A reanalysis of data obtained in a cross sectional study of the effectiveness of environmental design in deterring robberies of Florida convenience stores was performed. Data obtained in a study of 110 convenience stores that have been robbed between 1984 and 1986 were reviewed. The stores had been visited in 1987 and their environmental designs evaluated. For the reanalysis, the stores were classified into high and low robbery groups. Each store was evaluated according to 14 environmental design factors and five crime risk factors, which included environmental design factors related to store location such as light traffic on an adjacent street and proximity to a major street, the inside and physical characteristics of the store, and store policies. Examples of physical store factors were poor exterior lighting and the opportunity for concealed access or escape routes. The store policy factors involved cash handling policies, number of clerks, and hours of operation. The local crime factors included a high county crime rate, being located in a large county, having few sworn law enforcement officers, having a clearance rate of less than 25%, and being located within a municipal jurisdiction. Associations between environmental design and crime risk factors and the store robbery rates were analyzed. Having a concealed access or escape route, cash register at the back or side of the store, high county crime rate, and a large county population were significantly associated with an increased risk of being robbed, odds ratios (ORs) 9.5, 6.2, 6.3, and 2.8, respectively. Poor cash handling policies were significantly associated with a decreased robbery rate, OR 0.1. A logistic model incorporating all of the factors agreed well with the actual robbery data; the model correctly classified the identified robbery rate of 26% in 70% of the stores. Some confounding was indicated when local crime factors were removed from the model. The authors conclude that studies of the effectiveness of environmental designs for deterring robbery must take into account local crime risk factors.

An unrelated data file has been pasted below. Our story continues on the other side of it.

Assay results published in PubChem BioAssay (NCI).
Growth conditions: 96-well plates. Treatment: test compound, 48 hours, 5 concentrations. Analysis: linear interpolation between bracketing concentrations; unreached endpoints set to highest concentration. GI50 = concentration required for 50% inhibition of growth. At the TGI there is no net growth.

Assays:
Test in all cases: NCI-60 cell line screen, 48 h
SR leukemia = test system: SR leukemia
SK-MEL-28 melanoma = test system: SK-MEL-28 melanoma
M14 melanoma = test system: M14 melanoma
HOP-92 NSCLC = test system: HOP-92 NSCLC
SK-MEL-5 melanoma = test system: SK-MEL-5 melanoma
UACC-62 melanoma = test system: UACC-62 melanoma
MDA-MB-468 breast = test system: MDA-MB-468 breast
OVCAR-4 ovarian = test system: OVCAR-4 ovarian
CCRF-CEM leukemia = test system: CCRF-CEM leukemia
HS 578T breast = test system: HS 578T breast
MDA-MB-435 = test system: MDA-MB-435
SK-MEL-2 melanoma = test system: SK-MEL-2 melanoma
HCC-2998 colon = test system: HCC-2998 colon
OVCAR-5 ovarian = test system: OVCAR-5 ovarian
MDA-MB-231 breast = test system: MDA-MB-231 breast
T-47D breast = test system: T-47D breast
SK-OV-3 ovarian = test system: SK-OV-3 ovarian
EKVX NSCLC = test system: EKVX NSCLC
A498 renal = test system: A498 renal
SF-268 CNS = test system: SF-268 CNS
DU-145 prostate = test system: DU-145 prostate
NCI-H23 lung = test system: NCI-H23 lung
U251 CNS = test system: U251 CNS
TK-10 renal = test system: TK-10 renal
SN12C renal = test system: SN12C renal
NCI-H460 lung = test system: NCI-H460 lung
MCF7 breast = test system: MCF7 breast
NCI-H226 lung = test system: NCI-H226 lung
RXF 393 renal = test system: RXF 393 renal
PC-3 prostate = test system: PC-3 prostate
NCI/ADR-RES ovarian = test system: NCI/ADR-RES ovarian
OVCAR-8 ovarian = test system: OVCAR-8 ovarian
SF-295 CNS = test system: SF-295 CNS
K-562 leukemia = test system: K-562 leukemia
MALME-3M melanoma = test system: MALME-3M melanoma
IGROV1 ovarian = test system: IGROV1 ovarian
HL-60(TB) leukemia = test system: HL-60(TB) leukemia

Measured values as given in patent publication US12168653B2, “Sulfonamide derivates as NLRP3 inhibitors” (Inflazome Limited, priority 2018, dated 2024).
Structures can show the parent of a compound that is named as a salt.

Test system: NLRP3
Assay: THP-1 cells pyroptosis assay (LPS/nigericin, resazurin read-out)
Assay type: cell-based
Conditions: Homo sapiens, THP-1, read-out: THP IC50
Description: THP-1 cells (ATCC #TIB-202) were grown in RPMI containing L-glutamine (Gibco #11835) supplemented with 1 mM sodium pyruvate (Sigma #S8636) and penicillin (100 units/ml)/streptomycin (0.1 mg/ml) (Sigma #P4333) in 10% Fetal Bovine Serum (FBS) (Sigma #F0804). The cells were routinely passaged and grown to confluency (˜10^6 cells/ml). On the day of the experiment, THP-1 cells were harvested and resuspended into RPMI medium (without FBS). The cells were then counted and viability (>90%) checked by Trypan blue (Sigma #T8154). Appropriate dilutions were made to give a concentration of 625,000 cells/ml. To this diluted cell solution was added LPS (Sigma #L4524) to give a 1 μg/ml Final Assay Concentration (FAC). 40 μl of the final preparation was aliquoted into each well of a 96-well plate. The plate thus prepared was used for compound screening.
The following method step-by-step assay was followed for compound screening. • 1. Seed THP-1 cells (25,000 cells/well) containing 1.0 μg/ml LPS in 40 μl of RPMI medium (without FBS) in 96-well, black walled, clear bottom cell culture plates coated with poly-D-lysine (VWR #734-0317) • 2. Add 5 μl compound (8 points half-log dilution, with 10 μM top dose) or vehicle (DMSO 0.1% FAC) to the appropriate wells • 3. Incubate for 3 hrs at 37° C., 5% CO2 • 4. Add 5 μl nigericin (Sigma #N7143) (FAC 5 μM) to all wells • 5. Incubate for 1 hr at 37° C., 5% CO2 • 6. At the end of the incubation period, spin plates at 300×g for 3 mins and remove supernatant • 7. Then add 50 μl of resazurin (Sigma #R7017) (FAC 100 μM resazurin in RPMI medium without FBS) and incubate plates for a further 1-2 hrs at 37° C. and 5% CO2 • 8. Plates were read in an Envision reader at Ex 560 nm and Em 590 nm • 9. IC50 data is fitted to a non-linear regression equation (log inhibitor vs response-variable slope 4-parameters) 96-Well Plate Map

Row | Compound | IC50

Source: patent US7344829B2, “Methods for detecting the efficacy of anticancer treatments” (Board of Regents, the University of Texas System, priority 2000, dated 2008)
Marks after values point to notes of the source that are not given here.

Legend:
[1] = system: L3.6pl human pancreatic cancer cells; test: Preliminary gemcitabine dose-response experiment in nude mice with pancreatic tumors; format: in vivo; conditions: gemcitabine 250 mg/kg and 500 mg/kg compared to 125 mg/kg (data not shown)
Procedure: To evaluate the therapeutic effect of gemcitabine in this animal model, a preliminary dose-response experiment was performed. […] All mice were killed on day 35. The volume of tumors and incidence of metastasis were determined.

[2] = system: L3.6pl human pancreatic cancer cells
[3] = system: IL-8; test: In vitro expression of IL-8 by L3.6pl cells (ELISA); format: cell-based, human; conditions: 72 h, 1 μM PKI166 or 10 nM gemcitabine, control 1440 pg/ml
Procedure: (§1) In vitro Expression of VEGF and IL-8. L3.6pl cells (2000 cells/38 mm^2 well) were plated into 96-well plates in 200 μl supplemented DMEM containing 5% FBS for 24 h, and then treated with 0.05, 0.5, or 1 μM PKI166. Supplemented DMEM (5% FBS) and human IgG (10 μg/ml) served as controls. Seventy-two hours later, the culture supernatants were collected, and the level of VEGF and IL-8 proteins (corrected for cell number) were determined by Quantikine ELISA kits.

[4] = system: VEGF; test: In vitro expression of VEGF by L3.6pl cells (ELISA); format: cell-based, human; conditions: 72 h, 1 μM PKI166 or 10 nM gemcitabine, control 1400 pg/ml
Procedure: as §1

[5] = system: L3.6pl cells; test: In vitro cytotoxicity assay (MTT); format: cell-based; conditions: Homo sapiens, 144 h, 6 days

Dr Harlan E. Amandus, Analysis and Field Evaluations Branch, NIOSH Division of Safety Research, 944 Chestnut Ridge Road, Morgantown, WV 26505-2888